633 F2d 964 Colon v. E Carter Commonwealth of Puerto Rico
633 F.2d 964
17 ERC 1070, 11 Envtl. L. Rep. 20,004
Wilfredo Marquez COLON et al., Plaintiffs, Appellees,
James E. CARTER, President, etc., et al., Defendants, Appellants.
COMMONWEALTH OF PUERTO RICO, Plaintiff, Appellant,
Edmund S. MUSKIE et al., Defendants, Appellees.
Wilfredo Marquez COLON et al., Plaintiffs, Appellants,
James E. CARTER, President, etc. et al., Defendants, Appellees.
Nos. 80-1665, 80-1666 and 80-1667.
United States Court of Appeals,
Argued Oct. 21, 1980.
Decided Oct. 24, 1980.
Peter R. Steenland, Jr., Atty., Dept. of Justice, Washington, D.C., with whom Lois J. Schiffer, Donald W. Stever, Jr., Richard Lazarus, Atty., Policy, Legislation and Special Litigation Section, Land & Natural Resources Division, U.S. Dept. of Justice, Washington, D.C. and Dorothy Burakreis, Attys., Dept. of Justice, Washington, D.C., were on brief for James E. Carter, President of The United States of America, et al.
Michael J. Henke, Washington, D.C., with whom Richard G. Wilkins, Vinson & Elkins, Washington, D.C., Gerardo A. Carlo, and Miguel A. Gimenez Munoz, Secretary of Justice, Commonwealth of Puerto Rico, San Juan, P.R., were on brief, for the Commonwealth of Puerto Rico.
Pedro Saade Llorens, Hato Rey, P.R., with whom Pedro J. Varela, Hato Rey, P.R., was on brief, for Wilfredo Marquez Colon, et al.
Before COFFIN, Chief Judge, CAMPBELL and BOWNES, Circuit Judges.
COFFIN, Chief Judge.
These three appeals from a partial preliminary injunction require us to consider the legality of the federal government's efforts to relocate a number of Cuban and Haitian refugees from their present facilities in Florida to Fort Allen, Puerto Rico. Plaintiffs are the Commonwealth of Puerto Rico and several individual residents of a municipality near the Fort (hereafter collectively "the Commonwealth"). Defendants are President Carter, Secretary of State Muskie, Secretary of Defense Brown, and various other government officials said to be involved in the relocation program (hereafter collectively "the government").
After an expedited hearing, the district court on October 8, 1980 issued a preliminary injunction restraining the government from "taking any further action, of all natures, for the purpose of transferring refugees to Fort Allen" until an environmental impact statement (EIS) had been prepared in conformity with the National Environmental Policy Act (NEPA), 42 U.S.C. § 4332(C). On October 10, 1980, President Carter signed into law the Refugee Education Assistance Act of 1980, Pub.L. No. 96-422 (REAA), section 501(c) of which exempted action furnishing "assistance ... for the processing, care, maintenance, security, transportation, and initial reception and placement in the United States of Cuban and Haitian entrants" from the EIS requirement of NEPA. Presented with the new statute by the government later that same day, the district court set aside its injunction "as to any new construction in Fort Allen pursuant to the new legislation", but continued its injunction against the transfer of refugees to Fort Allen. Each party has taken an appeal from that order, and each has sought highly expedited review, which has been granted. While motions from each side sought relief pending decision on appeal, the ultimate issues on the merits of the preliminary injunction were both briefed and argued. We consider each appeal in turn.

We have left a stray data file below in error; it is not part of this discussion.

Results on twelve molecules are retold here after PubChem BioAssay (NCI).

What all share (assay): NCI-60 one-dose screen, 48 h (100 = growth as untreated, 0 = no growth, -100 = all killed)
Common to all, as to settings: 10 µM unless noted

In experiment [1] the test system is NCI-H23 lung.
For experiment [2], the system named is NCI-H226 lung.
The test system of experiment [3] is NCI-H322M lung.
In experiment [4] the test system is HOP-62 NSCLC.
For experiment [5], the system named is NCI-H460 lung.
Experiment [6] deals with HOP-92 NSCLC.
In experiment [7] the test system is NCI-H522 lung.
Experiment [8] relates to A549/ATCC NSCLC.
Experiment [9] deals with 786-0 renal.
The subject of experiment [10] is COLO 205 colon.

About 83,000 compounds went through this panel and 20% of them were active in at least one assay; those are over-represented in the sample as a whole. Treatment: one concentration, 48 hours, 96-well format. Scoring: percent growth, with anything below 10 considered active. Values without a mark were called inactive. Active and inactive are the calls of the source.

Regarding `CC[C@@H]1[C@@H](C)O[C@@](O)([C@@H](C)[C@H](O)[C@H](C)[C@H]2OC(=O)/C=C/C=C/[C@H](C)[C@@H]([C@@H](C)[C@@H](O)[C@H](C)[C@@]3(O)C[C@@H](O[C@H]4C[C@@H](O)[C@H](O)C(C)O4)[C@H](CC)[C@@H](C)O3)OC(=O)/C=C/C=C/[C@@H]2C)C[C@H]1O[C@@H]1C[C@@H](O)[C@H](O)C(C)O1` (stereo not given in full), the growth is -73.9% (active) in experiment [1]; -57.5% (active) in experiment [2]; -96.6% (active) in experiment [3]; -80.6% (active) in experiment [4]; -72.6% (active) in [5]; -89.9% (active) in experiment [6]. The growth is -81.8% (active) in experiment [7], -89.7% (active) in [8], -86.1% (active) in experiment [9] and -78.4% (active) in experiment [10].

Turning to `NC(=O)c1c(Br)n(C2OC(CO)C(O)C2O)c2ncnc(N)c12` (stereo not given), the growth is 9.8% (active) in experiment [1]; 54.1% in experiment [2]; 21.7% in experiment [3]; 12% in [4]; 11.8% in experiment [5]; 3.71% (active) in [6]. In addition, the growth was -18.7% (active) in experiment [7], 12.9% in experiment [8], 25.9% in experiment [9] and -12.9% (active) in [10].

The Commonwealth's appeal argues that the NEPA exemption contained in Title V of the REAA is inapplicable to the proposed transfer of refugees to Fort Allen for two independent reasons: first that the term "United States" as used there does not include Puerto Rico, and second that the term "Cuban and Haitian entrants"-a term which the Commonwealth interprets to include only refugees entering the United States prior to June 19, 1980-would not apply to some or all of the refugees to be transferred to Fort Allen.1 We find each of these grounds unpersuasive. The first is contravened by the import of section 501(a)(1) of the REAA, which authorizes the President to exercise authorities with respect to Cuban and Haitian entrants identical to those exercised under the Immigration and Nationality Act, which in turn explicitly defines the term "United States" to include Puerto Rico. 8 U.S.C. § 1101(a) (38).2 The second we think simply a hypertechnical reading of Title V, which is both generally at odds with the central purpose of Title V and specifically inconsistent with the purpose of providing an EIS exemption. That Title V generally is not limited to Cuban and Haitian refugees entering prior to June 19, 1980 is demonstrated both by its provision for "initial reception" assistance in section 501(c), since refugees entering before June 19 had already been initially received by October 10, and by its inclusion of refugees to be accorded yet-undetermined status classifications in section 501(e)(1)-a provision apparently looking to the future. That its NEPA exemption specifically is not limited to actions assisting such entrants is evident from the very nature of that exemption: it simply makes no sense whatsoever to condition an EIS exemption on a factor so completely irrelevant to environmental impact. Thus, we conclude that the NEPA exemption contained in Title V of the REAA is applicable to the transfer of refugees to Fort Allen,3 and we decline to reinstate the injunction against continued construction there.4
The government's appeal argues that the executive order designating Fort Allen as a relocation site is not subject to judicial review under the Administrative Procedure Act, 5 U.S.C. § 701 et seq. We agree, on the ground that the decision is one committed to the President's discretion by law and therefore unreviewable under 5 U.S.C. § 701(a)(2).5 Although "we will not lightly interpret a statute to confer unreviewable power ... the ultimate analysis is always one of Congress' intent." Southern Railway Co. v. Seaboard Allied Milling Corp., 442 U.S. 444, 454, 99 S.Ct. 2388, 2394, 60 L.Ed.2d 1017 (1979). We have previously addressed this analysis as follows: